Another way to reduce energy consumption and cut back on utility costs is through the adoption and implementation of an energy conservation policy. Energy conservation policies typically outline reduction targets.
DSIRE - DSIRE is the Database of State Incentives for Renewables and Efficiency and will prove an invaluable resource for you both during your time as a student and once you find yourself working as an energy industry professional.; DSIRE is a comprehensive repository of all state-level incentives across the country for both renewable energy and energy efficiency programs. They also house information about federal incentives and programs that extend beyond energy conservation. Be sure to consult this website to learn more about opportunities that exist in your own state, and opportunities that may be applicable to your Research Project, e.g. by piggybacking on existing incentive programs. (Sometimes the main site does not work, so see an overview of state-level policies here.)
ACEEE - the American Council for an Energy-Efficient Economy is also another wealth of information -- specifically relating to energy conservation policies. They have some helpful information on state-level policies here. You may want to view their State Efficiency Scorecard here.
Recent energy legislation passed at the federal level mandates conservation policies for federal buildings and purchases. Listed below are some of the highlights of these policies. To learn more about federal energy conservation efforts, read the full report from the Congressional Research Service on the Department of Defense Facilities Energy Conservation Policies and Spending (2009).
You should also take a look at the fully amended National Energy Conservation Policy Act. This act, initially passed in 1978, has been amended several times to meet the changing goals of national energy policy and the evolving technologies we can employ to meet these goals.
Energy Policy Act of 2005
- mandates use of advanced meters to reduce electricity use in federal buildings by October 1, 2012;
- adopts 2004 International Energy Conservation Code (Supplement to 2003) - requires revised energy efficiency standards and 30% reduction in consumption of new federal buildings over previous standards;
- requires purchase of increasing percentages of renewable energy, beginning with 3% in 2005 to at least 7.5% in 2013 and after.
Energy Independence and Security Act of 2007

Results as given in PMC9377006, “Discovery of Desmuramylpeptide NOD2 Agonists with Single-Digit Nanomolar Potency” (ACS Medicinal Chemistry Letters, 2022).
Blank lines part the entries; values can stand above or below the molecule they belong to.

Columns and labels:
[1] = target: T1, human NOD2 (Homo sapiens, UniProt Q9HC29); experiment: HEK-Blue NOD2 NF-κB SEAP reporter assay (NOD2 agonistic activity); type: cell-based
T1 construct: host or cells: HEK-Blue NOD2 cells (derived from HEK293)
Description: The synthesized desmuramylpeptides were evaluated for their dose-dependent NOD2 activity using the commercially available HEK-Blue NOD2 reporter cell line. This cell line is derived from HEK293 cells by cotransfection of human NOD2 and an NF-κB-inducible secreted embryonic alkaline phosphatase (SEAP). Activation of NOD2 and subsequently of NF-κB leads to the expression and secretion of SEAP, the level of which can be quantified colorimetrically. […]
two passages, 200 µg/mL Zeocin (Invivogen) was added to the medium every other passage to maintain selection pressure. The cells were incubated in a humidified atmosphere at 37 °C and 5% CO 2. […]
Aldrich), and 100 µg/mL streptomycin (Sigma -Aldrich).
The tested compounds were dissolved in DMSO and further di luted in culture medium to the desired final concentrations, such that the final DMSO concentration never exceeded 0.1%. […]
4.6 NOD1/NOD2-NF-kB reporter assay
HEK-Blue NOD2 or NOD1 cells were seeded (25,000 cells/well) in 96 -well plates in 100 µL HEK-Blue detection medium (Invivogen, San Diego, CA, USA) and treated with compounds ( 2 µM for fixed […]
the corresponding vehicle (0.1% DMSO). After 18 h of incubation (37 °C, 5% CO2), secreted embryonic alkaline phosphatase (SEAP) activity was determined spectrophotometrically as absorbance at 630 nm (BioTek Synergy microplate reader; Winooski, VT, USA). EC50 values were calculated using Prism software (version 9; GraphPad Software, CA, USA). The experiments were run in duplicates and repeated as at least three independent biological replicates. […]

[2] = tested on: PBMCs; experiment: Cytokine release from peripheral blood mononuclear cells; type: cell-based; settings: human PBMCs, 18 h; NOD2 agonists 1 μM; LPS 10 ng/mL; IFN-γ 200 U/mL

- requires 30% energy reduction in federal buildings by 2015 (relative to 2005 baseline);
- designates 'covered facility' criteria for federal agencies to follow when implementing evaluations of energy and water and assigning energy managers;
- requires 55% reduced fossil fuel energy in new federal buildings (and major renovations) by 2010 (relative to 2003 baseline) and then a full 100% reduction in fossil fuels by 2030;
- requires that federal agencies must ensure energy life-cycle cost effectiveness for major equipment replacements, renovations, or expansions;
- prohibits federal agencies from leasing buildings that have not earned the EPA ENERGY STAR label;
- calls for the establishment of high-performance green building standards for all types of federal facilities, as well as green practices that can be used throughout the life of a facility;
- appropriates funds and private financing for Energy Savings Performance Contracts (ESPCs); permanently authorizes ESPCs;
- directs the Department of Defense to evaluate the use of ESPCs for non-building uses;
- requires that federal agencies can only procure alternative fuels whose life-cycle greenhouse gas emissions are not more than conventional emissions from petroleum-based sources.
Inflation Reducation Act
- "Extends credit for energy efficiency home improvements through 2032...Increases credit from 10% to 30%," adds annual $1200 cap instead of lifetime limits;
- provides subsidy for home energy audits;
- provides funding for states to establish HOMES rebate programs for whole-house energy retrofits, with special fudning available for low- to moderate-income indivuals;
- provides significant incentives for various aspects of electrification (electrical panel upgrades, high efficiency heat pumps and hot water heaters, and electric stoves);
- provides funding to help states establish programs to train contractors to install efficiency upgrades.
Some policies that may affect energy efficiency and conservation include:
- Environmental and Climate Justice Block Grants may be used for "projects related to climate change and air pollution...including air pollution monitoring, extreme heat risk mitigation, resiliency and adaptation, indoor pollution reduction, and community engagement."
- Neighborhood Access and Equity Grants may be used to reduce GHG emissions;
- The Rural Energy for American Program (REAP) received $2 billion in funding "to provide competitive grants and loan guarantees to farmers, ranchers, and rural small businesses for renewable energy systems or energy efficiency improvements," and the federal cost share for grants increased to 50% from 25%.
Source: Bipartisan Policy Center
Energy conservation policy is a great example of a form of energy policy that can be implemented with much success at the local level. Energy conservation translates to avoided energy costs, and local municipalities and other governments are highly motivated to reduce operating costs. Programs with a local scale are more easily relatable to people, and therefore often enjoy greater success.
This graph illustrates the types of energy conservation policies employed by 2,176 local governments that responded to the 2010 Sustainability Survey administered by the International City/County Management Association. You can download the full survey results.